MLOps for Continuous Integration, Delivery, and Training of ML Models (ML4Devs, Issue 6)
Continuing on the theme of “Integrate Early and Iterate Often” from the previous issue, the obvious question is how to do it well. We touched upon ML Pipeline briefly. In this issue, let’s examine how the best in the business do it.
Google has been running ML models on a large scale probably for the longest, and they have published their best practices in automating machine learning pipelines. They confirm that only a small fraction of a real-world ML system is composed of the ML code. You probably would have seen this diagram:
The automated pipeline needs to be built for:
Continuous Integration: Tests for not just code but also for validating data, data schemas, and models.
Continuous Delivery: Deploy not just one (ML prediction) service, but an ML training pipeline that should automatically deploy ML prediction service when desired.
Continuous Training: New and unique to ML for automatically retraining and serving ML models.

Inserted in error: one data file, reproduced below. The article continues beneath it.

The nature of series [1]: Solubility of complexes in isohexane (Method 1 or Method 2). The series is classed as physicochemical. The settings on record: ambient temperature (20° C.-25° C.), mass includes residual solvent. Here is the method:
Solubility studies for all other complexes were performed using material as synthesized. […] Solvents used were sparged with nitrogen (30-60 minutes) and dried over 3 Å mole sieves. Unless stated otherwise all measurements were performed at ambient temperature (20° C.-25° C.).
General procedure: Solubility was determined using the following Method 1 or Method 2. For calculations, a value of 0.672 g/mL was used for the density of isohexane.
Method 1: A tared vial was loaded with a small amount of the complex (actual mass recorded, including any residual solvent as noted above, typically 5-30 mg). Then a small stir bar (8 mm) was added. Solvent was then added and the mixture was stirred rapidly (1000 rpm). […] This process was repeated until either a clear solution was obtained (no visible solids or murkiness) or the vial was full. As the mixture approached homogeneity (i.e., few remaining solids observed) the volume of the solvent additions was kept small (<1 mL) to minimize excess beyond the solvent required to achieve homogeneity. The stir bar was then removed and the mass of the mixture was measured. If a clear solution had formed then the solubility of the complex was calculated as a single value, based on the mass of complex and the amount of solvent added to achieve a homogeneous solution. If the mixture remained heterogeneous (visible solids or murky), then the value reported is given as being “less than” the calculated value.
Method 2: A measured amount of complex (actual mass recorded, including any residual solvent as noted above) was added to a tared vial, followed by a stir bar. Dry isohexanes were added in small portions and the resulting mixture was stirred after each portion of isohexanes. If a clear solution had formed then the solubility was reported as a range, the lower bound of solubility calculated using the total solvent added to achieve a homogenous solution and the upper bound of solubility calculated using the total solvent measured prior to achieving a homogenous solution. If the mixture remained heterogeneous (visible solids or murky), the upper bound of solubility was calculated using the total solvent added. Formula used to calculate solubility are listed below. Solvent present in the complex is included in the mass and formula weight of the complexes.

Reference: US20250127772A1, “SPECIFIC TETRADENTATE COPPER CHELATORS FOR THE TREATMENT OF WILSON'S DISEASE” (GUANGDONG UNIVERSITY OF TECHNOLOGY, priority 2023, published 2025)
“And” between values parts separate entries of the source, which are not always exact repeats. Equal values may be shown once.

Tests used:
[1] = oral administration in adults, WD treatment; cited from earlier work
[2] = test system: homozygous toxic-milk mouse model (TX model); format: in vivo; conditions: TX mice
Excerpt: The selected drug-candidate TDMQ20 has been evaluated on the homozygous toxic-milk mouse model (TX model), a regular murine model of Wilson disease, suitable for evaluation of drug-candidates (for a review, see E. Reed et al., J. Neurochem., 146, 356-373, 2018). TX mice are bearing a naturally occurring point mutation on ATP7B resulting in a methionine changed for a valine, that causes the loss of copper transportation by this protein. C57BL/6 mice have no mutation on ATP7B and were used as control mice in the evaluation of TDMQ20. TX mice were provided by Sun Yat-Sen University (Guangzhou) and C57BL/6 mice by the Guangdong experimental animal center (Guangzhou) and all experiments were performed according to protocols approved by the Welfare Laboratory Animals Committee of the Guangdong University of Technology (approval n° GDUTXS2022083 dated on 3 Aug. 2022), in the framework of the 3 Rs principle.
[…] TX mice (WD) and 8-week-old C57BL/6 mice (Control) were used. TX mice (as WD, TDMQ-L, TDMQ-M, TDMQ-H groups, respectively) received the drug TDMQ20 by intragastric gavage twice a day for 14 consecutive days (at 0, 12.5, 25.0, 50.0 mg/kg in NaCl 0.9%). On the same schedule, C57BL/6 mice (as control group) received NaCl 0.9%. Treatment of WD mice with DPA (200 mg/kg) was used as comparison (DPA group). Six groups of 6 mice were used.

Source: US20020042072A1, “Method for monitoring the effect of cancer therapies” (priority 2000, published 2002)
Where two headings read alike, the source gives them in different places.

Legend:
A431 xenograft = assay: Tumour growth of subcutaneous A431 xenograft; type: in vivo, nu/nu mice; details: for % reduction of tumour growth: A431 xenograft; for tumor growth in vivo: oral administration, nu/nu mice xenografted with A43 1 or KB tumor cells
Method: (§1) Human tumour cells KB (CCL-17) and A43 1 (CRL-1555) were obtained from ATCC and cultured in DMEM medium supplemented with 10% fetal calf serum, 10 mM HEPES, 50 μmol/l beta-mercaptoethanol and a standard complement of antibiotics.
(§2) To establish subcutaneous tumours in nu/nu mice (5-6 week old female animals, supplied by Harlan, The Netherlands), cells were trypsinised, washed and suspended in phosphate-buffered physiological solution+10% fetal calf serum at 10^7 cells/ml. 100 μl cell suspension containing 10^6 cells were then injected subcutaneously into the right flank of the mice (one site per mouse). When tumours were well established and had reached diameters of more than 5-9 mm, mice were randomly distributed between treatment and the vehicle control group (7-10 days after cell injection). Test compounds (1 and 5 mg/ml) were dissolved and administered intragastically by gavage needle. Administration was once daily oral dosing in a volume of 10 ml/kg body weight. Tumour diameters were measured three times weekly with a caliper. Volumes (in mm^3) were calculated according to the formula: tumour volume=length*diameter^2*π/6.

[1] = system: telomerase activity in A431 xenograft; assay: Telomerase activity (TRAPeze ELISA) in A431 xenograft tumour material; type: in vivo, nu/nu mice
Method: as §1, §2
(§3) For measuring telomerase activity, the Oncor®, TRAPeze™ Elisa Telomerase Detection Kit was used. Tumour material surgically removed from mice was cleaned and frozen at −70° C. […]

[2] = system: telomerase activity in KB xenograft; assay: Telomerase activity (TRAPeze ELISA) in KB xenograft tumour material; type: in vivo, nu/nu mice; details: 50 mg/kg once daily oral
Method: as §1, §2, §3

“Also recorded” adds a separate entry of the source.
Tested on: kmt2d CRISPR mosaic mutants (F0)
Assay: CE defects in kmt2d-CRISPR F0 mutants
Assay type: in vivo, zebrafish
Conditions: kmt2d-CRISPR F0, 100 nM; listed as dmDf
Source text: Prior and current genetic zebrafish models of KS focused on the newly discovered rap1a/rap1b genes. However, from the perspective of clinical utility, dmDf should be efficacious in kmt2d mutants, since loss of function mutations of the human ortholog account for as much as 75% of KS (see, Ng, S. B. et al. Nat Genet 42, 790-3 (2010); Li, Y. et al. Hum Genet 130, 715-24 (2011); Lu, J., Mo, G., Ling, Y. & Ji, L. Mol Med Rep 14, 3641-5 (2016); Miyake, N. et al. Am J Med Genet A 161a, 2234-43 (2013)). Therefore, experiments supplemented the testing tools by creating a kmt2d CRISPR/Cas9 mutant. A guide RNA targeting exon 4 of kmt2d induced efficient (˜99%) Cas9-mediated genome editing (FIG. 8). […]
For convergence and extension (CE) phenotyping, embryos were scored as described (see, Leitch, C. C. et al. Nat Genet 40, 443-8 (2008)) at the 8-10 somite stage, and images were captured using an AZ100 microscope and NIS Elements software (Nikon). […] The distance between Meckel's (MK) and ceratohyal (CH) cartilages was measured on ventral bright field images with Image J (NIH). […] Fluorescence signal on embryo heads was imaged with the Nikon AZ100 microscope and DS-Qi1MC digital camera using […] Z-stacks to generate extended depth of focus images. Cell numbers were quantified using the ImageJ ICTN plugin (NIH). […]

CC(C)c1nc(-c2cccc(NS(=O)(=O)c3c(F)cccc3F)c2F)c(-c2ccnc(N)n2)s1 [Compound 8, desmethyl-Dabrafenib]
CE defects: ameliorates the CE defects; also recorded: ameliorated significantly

That article also defines MLOps maturity levels:
Level 0: Manual process: Train, and deploy ML models manually
Level 1: ML pipeline automation: Automated pipeline for continuous training, and continuous delivery of the ML prediction service, however, the ML pipeline is deployed manually.
Level 2: CI/CD pipeline automation: Automated ML pipeline deployment.
Just a conceptual pipeline does not suffice. We need tools to implement the pipeline. There has been an explosion of MLOps tools. I am listing here only a few prominent alternatives:
Tools are evolving very rapidly. TFX is more comprehensive and complex. MLFlow and MetaFlow are quite mature and not as complex as TFX. It is also common to combine multiple tools with Airflow and Kubeflow.
My apologies for so many links in this issue. I hope that it will be useful in the future, and you may return to it at a later date.